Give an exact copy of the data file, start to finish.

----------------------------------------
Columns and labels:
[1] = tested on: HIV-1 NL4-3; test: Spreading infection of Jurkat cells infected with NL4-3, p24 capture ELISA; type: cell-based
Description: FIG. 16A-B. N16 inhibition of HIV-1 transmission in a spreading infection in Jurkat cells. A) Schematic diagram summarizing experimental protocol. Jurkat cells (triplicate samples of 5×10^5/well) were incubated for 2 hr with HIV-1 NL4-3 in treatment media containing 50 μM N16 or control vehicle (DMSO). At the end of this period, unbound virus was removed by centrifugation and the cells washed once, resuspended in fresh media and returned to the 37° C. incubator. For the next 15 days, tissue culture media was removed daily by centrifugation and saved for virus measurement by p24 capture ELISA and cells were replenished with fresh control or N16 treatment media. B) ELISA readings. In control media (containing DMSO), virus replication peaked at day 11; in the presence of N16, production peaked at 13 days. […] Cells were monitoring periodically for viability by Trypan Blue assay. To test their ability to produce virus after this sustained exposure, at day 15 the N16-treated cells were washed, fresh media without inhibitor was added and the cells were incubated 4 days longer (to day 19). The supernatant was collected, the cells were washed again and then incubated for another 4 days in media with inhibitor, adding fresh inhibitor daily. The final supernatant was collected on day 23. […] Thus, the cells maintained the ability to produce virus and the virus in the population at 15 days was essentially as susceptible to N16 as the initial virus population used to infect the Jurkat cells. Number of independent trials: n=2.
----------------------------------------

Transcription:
Columns and labels:
[1] = tested on: HIV-1 NL4-3; test: Spreading infection of Jurkat cells infected with NL4-3, p24 capture ELISA; type: cell-based
Description: FIG. 16A-B. N16 inhibition of HIV-1 transmission in a spreading infection in Jurkat cells. A) Schematic diagram summarizing experimental protocol. Jurkat cells (triplicate samples of 5×10^5/well) were incubated for 2 hr with HIV-1 NL4-3 in treatment media containing 50 μM N16 or control vehicle (DMSO). At the end of this period, unbound virus was removed by centrifugation and the cells washed once, resuspended in fresh media and returned to the 37° C. incubator. For the next 15 days, tissue culture media was removed daily by centrifugation and saved for virus measurement by p24 capture ELISA and cells were replenished with fresh control or N16 treatment media. B) ELISA readings. In control media (containing DMSO), virus replication peaked at day 11; in the presence of N16, production peaked at 13 days. […] Cells were monitoring periodically for viability by Trypan Blue assay. To test their ability to produce virus after this sustained exposure, at day 15 the N16-treated cells were washed, fresh media without inhibitor was added and the cells were incubated 4 days longer (to day 19). The supernatant was collected, the cells were washed again and then incubated for another 4 days in media with inhibitor, adding fresh inhibitor daily. The final supernatant was collected on day 23. […] Thus, the cells maintained the ability to produce virus and the virus in the population at 15 days was essentially as susceptible to N16 as the initial virus population used to infect the Jurkat cells. Number of independent trials: n=2.